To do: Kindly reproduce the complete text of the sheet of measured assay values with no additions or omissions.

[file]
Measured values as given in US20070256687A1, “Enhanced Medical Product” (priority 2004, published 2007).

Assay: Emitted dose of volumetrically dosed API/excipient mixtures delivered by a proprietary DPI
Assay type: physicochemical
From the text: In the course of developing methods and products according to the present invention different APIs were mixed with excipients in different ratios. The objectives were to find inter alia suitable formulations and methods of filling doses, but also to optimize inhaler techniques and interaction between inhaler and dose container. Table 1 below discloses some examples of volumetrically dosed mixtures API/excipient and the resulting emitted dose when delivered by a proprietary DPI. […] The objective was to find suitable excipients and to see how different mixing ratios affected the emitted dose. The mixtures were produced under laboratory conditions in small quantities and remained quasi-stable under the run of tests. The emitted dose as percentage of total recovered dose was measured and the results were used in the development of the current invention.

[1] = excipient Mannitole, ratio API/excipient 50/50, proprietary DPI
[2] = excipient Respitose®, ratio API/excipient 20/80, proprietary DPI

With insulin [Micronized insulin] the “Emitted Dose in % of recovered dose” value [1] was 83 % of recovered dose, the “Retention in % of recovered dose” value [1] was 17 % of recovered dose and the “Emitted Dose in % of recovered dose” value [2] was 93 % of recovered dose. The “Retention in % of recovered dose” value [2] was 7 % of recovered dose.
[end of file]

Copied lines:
Measured values as given in US20070256687A1, “Enhanced Medical Product” (priority 2004, published 2007).

Assay: Emitted dose of volumetrically dosed API/excipient mixtures delivered by a proprietary DPI
Assay type: physicochemical
From the text: In the course of developing methods and products according to the present invention different APIs were mixed with excipients in different ratios. The objectives were to find inter alia suitable formulations and methods of filling doses, but also to optimize inhaler techniques and interaction between inhaler and dose container. Table 1 below discloses some examples of volumetrically dosed mixtures API/excipient and the resulting emitted dose when delivered by a proprietary DPI. […] The objective was to find suitable excipients and to see how different mixing ratios affected the emitted dose. The mixtures were produced under laboratory conditions in small quantities and remained quasi-stable under the run of tests. The emitted dose as percentage of total recovered dose was measured and the results were used in the development of the current invention.

[1] = excipient Mannitole, ratio API/excipient 50/50, proprietary DPI
[2] = excipient Respitose®, ratio API/excipient 20/80, proprietary DPI

With insulin [Micronized insulin] the “Emitted Dose in % of recovered dose” value [1] was 83 % of recovered dose, the “Retention in % of recovered dose” value [1] was 17 % of recovered dose and the “Emitted Dose in % of recovered dose” value [2] was 93 % of recovered dose. The “Retention in % of recovered dose” value [2] was 7 % of recovered dose.